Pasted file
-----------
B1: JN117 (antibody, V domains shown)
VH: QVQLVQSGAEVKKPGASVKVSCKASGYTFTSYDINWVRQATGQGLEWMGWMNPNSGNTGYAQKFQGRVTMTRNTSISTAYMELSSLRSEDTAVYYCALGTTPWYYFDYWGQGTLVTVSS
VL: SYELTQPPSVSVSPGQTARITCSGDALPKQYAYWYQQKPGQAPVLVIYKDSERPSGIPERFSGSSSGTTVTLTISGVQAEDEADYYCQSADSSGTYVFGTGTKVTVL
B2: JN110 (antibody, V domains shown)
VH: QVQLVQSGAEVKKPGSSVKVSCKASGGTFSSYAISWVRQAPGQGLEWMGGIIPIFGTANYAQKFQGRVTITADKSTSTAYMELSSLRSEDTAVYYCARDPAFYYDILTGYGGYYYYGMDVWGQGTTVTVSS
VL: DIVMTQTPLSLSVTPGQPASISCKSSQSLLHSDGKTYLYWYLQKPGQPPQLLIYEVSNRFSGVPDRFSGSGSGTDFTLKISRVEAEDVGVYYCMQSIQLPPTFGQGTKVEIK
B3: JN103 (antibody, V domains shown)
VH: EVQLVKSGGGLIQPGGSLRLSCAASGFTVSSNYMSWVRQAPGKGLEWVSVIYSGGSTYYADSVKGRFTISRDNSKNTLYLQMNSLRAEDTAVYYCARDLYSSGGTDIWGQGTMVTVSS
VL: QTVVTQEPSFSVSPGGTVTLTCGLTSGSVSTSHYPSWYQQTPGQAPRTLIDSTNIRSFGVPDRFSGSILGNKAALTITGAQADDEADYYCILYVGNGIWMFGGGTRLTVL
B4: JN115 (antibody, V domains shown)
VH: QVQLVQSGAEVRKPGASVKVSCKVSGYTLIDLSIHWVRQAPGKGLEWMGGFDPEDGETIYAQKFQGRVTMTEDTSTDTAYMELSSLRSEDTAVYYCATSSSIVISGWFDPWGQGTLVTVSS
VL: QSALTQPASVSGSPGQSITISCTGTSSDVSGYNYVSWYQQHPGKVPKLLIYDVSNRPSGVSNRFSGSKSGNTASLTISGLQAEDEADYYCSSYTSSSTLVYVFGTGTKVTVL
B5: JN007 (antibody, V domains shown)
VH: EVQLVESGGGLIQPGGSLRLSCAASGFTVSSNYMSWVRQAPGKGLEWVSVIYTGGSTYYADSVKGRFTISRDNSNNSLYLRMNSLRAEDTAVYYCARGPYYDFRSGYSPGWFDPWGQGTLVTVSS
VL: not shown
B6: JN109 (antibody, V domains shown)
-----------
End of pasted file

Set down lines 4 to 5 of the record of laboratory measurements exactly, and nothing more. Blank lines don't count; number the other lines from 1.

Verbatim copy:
B2: JN110 (antibody, V domains shown)
VH: QVQLVQSGAEVKKPGSSVKVSCKASGGTFSSYAISWVRQAPGQGLEWMGGIIPIFGTANYAQKFQGRVTITADKSTSTAYMELSSLRSEDTAVYYCARDPAFYYDILTGYGGYYYYGMDVWGQGTTVTVSS